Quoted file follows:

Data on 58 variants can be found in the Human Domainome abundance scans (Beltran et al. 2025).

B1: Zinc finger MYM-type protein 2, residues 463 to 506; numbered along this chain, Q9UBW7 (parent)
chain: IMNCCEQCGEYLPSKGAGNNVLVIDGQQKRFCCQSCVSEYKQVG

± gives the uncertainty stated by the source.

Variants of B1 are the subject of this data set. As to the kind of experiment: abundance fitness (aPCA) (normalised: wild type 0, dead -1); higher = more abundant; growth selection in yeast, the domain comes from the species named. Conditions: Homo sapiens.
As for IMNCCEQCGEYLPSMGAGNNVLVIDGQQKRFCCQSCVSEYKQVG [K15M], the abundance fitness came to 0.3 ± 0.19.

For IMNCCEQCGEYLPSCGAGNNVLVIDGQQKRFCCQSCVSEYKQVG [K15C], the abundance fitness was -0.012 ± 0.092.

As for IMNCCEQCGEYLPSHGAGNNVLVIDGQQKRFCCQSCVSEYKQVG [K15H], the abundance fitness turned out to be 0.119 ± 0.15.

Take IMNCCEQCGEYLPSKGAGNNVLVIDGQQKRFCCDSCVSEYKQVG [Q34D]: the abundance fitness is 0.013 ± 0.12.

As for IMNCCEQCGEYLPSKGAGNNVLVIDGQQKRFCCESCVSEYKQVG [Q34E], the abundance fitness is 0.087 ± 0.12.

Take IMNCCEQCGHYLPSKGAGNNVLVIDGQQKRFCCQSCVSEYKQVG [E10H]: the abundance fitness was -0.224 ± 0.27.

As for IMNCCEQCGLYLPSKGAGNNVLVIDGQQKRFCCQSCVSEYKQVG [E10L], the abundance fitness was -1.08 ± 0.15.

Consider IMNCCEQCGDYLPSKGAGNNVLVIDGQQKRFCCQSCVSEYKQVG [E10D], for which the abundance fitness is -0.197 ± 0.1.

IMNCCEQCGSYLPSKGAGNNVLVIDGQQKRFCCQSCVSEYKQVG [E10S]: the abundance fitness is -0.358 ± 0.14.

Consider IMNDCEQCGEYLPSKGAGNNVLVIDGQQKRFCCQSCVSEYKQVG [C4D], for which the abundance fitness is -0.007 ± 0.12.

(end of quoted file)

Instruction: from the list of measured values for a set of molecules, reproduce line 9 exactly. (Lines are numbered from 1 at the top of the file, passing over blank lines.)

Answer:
Take IMNCCEQCGEYLPSKGAGNNVLVIDGQQKRFCCDSCVSEYKQVG [Q34D]: the abundance fitness is 0.013 ± 0.12.